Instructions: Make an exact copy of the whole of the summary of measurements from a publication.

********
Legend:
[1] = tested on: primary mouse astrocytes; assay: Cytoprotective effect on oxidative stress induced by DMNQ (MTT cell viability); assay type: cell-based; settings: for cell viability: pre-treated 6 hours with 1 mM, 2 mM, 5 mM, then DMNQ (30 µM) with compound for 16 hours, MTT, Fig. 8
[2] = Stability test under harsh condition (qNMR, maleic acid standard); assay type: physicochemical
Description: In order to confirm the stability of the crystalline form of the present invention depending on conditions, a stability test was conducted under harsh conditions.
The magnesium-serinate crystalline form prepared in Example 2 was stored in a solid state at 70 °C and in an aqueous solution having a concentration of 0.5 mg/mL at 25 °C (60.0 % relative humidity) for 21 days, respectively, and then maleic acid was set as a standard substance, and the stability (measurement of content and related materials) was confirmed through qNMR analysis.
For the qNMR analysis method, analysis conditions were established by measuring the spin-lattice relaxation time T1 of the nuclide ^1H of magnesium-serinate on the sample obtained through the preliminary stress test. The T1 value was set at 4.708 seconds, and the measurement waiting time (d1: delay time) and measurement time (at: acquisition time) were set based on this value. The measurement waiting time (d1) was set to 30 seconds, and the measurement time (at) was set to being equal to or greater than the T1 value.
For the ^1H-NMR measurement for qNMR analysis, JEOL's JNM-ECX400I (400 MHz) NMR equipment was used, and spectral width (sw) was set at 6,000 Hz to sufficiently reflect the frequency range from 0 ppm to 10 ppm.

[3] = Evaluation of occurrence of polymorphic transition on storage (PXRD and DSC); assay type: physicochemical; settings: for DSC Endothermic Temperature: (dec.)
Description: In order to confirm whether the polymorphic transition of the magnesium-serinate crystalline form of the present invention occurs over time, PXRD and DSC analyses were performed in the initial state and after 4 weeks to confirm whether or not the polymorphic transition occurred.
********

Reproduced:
Legend:
[1] = tested on: primary mouse astrocytes; assay: Cytoprotective effect on oxidative stress induced by DMNQ (MTT cell viability); assay type: cell-based; settings: for cell viability: pre-treated 6 hours with 1 mM, 2 mM, 5 mM, then DMNQ (30 µM) with compound for 16 hours, MTT, Fig. 8
[2] = Stability test under harsh condition (qNMR, maleic acid standard); assay type: physicochemical
Description: In order to confirm the stability of the crystalline form of the present invention depending on conditions, a stability test was conducted under harsh conditions.
The magnesium-serinate crystalline form prepared in Example 2 was stored in a solid state at 70 °C and in an aqueous solution having a concentration of 0.5 mg/mL at 25 °C (60.0 % relative humidity) for 21 days, respectively, and then maleic acid was set as a standard substance, and the stability (measurement of content and related materials) was confirmed through qNMR analysis.
For the qNMR analysis method, analysis conditions were established by measuring the spin-lattice relaxation time T1 of the nuclide ^1H of magnesium-serinate on the sample obtained through the preliminary stress test. The T1 value was set at 4.708 seconds, and the measurement waiting time (d1: delay time) and measurement time (at: acquisition time) were set based on this value. The measurement waiting time (d1) was set to 30 seconds, and the measurement time (at) was set to being equal to or greater than the T1 value.
For the ^1H-NMR measurement for qNMR analysis, JEOL's JNM-ECX400I (400 MHz) NMR equipment was used, and spectral width (sw) was set at 6,000 Hz to sufficiently reflect the frequency range from 0 ppm to 10 ppm.

[3] = Evaluation of occurrence of polymorphic transition on storage (PXRD and DSC); assay type: physicochemical; settings: for DSC Endothermic Temperature: (dec.)
Description: In order to confirm whether the polymorphic transition of the magnesium-serinate crystalline form of the present invention occurs over time, PXRD and DSC analyses were performed in the initial state and after 4 weeks to confirm whether or not the polymorphic transition occurred.